26 February - 24 April 2021
The impact of The Image is not Nothing exhibition is revealed slowly through immersion, like a baptism of meaning. For me, the deep impact was the continued love of place that continues deep within, despite the brutality and harsh reality of genocide and environmental murder.
At first this exhibition is sparse in its physical existence. As I enter the gallery I am aware of indefinite space within the walls, despite knowing large stories of humankind are being exhibited here. It is a moment of juxtaposed sensory unsureness, an uncertainty within my heart to render myself as a freelance witness to the cruelty of man.
In the foyer I am captured by the visual work of Phil Collins, his 1991 footage first unfolding as an insight into the Albanian children living in the refugee camps, their faces revealing an uncertain surety of survival, a reluctance to smile, their bodies thin inside ill-fitting clothes. Almost spellbound I remain seated as more footage reels feature an elderly mother in Kosovo retelling the kidnap and brutal slaying of her 40-year-old son in a genocidal attack, and the hope she and his father held for his survival until, five years later, the evidence of his death was finally revealed to them. There is a sigh in her telling from deep within. It stays inside you as the immersion begins.
Five huge video screens dominate the gallery spaces. As one wanders and wonders, the screens alternate their visual presence, spilling the moving pictures into stark being, the riveting footage affecting in its revelation. I know this is a brave space, that the topics here are harrowing. Curated by Yhonnie Scarce (Kokatha) and Lisa Radford (Australia), this exhibition is the result of a shared journey between the curators, who travelled to sites of genocide — both environmental and human impact memorialisations.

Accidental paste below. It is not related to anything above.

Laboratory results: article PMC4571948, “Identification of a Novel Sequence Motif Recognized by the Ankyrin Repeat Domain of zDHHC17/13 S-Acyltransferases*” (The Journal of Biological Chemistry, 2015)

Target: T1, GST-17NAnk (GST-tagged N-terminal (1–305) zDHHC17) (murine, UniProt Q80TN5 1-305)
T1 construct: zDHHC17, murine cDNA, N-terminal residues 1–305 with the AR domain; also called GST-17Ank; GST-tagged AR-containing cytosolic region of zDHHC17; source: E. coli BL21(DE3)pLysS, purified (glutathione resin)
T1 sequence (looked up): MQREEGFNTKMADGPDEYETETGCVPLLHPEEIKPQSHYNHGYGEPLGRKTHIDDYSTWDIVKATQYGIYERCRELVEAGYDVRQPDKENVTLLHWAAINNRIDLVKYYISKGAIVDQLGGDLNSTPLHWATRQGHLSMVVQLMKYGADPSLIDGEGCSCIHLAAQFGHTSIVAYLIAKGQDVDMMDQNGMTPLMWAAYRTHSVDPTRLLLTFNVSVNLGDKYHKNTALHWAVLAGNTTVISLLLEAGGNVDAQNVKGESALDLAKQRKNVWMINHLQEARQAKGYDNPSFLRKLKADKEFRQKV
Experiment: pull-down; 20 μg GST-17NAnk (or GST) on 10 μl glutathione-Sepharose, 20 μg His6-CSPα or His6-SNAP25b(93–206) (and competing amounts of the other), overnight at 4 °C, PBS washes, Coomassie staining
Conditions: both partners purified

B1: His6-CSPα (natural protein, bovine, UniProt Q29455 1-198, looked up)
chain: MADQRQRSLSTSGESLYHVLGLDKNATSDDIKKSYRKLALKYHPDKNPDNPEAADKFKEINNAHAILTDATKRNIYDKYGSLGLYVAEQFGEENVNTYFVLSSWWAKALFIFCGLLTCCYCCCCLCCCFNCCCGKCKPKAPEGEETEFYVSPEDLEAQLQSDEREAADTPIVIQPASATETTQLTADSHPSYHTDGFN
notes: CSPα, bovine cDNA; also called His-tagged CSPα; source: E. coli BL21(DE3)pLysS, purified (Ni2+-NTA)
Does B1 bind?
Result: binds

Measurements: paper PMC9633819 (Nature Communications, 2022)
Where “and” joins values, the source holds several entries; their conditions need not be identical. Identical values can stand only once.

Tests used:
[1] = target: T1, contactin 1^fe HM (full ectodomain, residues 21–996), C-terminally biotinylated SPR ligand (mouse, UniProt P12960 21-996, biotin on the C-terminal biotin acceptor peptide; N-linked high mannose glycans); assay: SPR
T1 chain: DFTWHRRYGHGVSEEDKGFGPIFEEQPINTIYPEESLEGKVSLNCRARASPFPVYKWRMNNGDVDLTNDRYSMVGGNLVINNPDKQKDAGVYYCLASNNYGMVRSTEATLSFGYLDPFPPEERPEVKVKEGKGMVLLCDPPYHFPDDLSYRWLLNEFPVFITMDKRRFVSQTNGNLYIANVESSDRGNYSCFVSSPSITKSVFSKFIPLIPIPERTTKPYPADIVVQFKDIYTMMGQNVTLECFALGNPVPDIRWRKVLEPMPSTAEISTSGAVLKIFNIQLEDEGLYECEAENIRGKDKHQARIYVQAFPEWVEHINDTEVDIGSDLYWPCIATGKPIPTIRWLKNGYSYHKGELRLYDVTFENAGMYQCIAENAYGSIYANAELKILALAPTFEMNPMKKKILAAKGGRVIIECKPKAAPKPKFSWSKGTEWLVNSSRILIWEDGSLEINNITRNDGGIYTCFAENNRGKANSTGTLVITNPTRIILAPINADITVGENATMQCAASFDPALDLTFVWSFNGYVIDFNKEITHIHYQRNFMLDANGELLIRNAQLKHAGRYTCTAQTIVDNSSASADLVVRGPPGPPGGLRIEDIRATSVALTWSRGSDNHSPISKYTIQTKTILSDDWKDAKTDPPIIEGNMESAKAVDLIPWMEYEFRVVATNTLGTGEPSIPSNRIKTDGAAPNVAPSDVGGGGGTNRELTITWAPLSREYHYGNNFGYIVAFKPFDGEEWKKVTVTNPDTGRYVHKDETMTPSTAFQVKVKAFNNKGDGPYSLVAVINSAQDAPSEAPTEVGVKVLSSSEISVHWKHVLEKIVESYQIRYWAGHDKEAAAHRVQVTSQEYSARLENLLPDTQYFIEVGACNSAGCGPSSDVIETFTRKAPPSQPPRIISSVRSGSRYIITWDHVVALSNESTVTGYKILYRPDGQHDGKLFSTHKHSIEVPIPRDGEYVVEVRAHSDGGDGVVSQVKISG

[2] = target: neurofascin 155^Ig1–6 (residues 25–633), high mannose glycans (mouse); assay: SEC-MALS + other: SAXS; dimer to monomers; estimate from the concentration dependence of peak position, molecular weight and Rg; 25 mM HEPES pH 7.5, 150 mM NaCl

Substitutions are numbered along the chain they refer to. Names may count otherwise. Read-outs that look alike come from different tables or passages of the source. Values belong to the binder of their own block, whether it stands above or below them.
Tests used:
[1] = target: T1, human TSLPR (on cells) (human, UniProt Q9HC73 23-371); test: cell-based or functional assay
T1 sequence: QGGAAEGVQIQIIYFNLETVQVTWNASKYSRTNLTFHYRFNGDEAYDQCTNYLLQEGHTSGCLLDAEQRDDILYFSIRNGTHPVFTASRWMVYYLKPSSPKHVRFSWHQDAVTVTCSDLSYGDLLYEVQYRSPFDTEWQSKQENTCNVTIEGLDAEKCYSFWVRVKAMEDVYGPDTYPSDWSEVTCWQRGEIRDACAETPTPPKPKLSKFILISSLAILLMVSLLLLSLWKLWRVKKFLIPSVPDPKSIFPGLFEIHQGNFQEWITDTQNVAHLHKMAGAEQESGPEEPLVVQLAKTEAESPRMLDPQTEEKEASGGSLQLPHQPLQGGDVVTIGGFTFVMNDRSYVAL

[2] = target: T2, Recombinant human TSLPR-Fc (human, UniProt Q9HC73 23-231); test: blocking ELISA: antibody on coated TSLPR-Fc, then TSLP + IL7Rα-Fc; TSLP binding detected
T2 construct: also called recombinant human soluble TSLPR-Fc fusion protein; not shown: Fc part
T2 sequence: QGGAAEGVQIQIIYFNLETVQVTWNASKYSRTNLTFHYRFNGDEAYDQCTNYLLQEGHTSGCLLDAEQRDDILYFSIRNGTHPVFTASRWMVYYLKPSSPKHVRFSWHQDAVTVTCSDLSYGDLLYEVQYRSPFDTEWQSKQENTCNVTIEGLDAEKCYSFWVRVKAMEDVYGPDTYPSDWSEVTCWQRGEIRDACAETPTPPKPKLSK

I have known Yhonnie's work from before; our families are known to each other. Yhonnie is committed to the telling the truth of nuclear testing in Australia at Maralinga and Emu Field, reclaiming the dialogue and giving voice to the unknown — that the majority of continent Australia was poisoned by nuclear fallout, proven by scientists who stole the bones from bodies across Australia to test for strontium. Two stark photographs taken at a testing site near Maralinga line the wall between the foyer and gallery, as if guiding one into truth. When one peers into the photograph the image of a large concrete block that is focal reads Test Site Totem 1 A British Atomic Weapon Was Test Exploded Here On 27 Oct 1953. In the background a flagpole holds the flag of the antihero: Great Britain. These scenes are always hard to witness; my mother was born out here so this story always hits home hard. The Walpa (Wind) Bulga (Big) Maralinga painting by Kumanara Boogar portrays the fracturing that occurred over this country.
Art is the perfect medium to explore any evidence of beauty in atrocity. On a plinth nearby, a small ceramic artwork captures my eye. Created by Pam Diment from Ceduna, the vase is a replica of the mushroom-shaped cloud that erupted into the sky upon the nuclear weapon’s detonation. This vase is both pretty and peculiar; inside it holds beautiful ceramic versions of wildflowers that bloom in the red desert sand — Sturt's desert pea, the everlasting paper daisies, tansy and kampurampa (bush tomato) flowers — whilst the power-ball of the atmospheric cloud is repeated in strength by the unfurling mist that creeps over the ground. Further along, other ceramic works by eBay (Warren Paul) from Yalata extend the bomb theme, larger clay 'clouds' abnormal and audacious in their presence. Unmistakably ceramic replicas of the bomb, these pieces have been carved to symbolise (a) the swirling of energy to portray the equivalence of clouded trauma, and (b) the intricate patterns of the human brain, layer upon layer of realisation and thought as an intricate statement of mental capacity, to acknowledge the personal premise of truth, to know justice is required here. For me it informs that where justice does not occur, there is always a cost to the human condition.